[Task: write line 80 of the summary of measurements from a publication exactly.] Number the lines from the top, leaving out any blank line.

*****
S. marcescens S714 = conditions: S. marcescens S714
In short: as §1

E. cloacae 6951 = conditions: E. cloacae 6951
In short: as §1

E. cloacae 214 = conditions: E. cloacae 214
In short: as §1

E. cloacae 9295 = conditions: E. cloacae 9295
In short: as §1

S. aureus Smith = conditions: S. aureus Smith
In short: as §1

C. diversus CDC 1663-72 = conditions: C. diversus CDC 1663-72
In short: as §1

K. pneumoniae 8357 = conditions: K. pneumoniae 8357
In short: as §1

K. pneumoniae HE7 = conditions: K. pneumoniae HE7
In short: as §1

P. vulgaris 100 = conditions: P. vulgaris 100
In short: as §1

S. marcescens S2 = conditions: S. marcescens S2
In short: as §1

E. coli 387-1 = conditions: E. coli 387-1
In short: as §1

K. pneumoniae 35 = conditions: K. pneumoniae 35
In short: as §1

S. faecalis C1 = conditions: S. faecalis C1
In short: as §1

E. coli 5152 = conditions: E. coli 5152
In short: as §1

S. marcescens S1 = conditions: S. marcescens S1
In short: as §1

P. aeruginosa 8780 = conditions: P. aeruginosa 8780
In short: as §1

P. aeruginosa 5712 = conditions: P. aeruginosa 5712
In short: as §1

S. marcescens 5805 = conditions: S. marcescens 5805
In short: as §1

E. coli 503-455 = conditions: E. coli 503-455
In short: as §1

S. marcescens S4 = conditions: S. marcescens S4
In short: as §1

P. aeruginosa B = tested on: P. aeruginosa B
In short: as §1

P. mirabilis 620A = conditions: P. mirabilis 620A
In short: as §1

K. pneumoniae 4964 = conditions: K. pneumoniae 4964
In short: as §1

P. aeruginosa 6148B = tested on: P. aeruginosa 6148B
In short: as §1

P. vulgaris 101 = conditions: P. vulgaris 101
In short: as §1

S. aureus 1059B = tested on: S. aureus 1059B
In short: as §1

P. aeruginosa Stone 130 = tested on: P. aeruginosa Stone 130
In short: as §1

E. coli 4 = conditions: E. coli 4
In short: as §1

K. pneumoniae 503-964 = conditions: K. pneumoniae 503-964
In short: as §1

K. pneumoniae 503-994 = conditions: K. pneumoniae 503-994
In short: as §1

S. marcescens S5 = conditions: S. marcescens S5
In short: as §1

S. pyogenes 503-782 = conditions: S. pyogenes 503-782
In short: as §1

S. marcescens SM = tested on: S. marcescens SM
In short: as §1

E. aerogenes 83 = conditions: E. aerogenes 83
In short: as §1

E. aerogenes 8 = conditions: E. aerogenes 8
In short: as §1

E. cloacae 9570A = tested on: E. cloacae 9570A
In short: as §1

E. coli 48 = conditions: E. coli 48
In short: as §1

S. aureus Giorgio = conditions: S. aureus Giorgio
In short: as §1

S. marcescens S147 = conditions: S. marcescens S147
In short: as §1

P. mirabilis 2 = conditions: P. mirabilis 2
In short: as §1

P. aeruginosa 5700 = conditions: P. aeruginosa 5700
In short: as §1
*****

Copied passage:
In short: as §1